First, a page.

Is the Financial Crisis Still Haunting Deutsche Bank?

Deutsche Bank (NYSE:DB) may have weathered the financial crisis without asking the federal government for a bailout, but that does not mean that the bank has had an easy time of it. The aftershocks of the crisis have forced Germany’s largest lender to restructure its business to meet new banking regulations and face legal proceedings regarding its involvement in the manipulation of the London Interbank Offered Rate interest benchmark, and both restructuring fees and legal costs wreaked havoc on the bank’s fourth-quarter results.

The Frankfurt-based Deutsche Bank reported a large and unexpected quarterly loss on Thursday. For the three months through December, the bank posted a net loss of 2.2 billion euros, or $3 billion. The results highlighted the tough task ahead of Jürgen Fitschen and Anshu Jain, the co-chief executives who began transforming the bank’s business less than seven months ago. When they took control of operations, both men pledged to manage the legacy of the financial crisis severely, reported The New York Times.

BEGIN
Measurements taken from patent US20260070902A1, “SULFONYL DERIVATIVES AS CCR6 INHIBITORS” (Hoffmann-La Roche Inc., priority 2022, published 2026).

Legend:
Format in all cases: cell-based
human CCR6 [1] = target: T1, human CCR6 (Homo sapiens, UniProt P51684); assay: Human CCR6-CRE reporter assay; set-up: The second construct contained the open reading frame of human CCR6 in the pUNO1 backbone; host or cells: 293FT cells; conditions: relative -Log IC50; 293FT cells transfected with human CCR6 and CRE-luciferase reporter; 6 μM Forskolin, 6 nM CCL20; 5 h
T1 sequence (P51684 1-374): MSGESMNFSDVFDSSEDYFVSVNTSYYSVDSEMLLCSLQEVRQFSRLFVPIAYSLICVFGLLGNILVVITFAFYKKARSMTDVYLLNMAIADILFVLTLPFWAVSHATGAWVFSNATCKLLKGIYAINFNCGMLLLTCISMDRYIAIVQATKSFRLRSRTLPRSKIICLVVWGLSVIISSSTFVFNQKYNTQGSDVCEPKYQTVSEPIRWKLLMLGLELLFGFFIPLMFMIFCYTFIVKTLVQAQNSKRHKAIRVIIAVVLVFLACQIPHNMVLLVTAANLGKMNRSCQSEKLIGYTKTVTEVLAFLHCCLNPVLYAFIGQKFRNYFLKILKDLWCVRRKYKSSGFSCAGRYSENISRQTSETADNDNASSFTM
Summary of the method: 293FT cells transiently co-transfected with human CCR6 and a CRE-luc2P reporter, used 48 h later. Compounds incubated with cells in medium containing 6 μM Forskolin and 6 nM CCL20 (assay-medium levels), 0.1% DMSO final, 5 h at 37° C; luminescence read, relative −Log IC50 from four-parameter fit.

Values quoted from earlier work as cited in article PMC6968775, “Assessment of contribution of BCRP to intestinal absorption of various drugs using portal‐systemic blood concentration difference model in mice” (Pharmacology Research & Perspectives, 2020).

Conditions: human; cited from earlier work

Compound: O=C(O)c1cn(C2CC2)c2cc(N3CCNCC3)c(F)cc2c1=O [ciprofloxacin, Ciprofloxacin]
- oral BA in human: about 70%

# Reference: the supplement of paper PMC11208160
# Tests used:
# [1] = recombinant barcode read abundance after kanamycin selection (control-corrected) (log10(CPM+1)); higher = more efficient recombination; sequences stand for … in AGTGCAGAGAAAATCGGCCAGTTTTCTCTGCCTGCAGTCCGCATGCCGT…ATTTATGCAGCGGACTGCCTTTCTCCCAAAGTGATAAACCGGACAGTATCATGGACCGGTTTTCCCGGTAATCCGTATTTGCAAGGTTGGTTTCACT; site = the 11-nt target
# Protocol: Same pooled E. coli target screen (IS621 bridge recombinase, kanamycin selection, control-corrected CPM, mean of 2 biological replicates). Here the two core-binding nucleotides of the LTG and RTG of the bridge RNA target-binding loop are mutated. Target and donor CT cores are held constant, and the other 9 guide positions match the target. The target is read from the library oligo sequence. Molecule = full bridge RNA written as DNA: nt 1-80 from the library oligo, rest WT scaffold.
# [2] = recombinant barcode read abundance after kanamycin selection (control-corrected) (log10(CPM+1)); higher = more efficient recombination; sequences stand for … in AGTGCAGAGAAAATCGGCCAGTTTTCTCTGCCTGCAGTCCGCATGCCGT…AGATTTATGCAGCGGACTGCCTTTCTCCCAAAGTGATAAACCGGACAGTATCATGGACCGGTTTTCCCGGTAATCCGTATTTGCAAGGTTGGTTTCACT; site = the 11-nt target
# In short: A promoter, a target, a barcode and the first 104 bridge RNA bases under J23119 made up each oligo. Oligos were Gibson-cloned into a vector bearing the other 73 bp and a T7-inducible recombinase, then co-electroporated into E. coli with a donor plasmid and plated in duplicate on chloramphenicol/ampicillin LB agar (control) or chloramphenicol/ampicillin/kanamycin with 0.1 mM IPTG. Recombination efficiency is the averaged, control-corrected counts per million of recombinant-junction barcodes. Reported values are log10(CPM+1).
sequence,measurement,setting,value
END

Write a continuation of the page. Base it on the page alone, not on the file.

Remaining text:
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Contributing to the net loss were “significant litigation” charges, the bank said, without offering specifics. However, despite the loss, fourth quarter revenue increased 14 percent, to 7.9 billion euros, from the year-ago quarter…
“This is the most comprehensive reconfiguration of Deutsche Bank in recent times,” Fitschen and Jain said in the earnings press release. They added that “deliberate but sometimes uncomfortable change” lay ahead, and their efforts to change the bank’s culture would take “years not months.”

As part of Fitschen and Jain’s efforts to reform, Deutsche Bank has bolstered the amount of capital held to insure against risk and cut the amount of money needed to cover bad loans. Analysts see the bank as the most leveraged in Europe, and so the bank has made efforts to decrease its risky activities. However, this undertaking has made the bank recognize the reduced value of assets and record losses.

Swiss bank UBS (NYSE:UBS) and Britain’s Barclays (NYSE:BCS) have already reached settlement agreements with regulators over their involvement in Libor.

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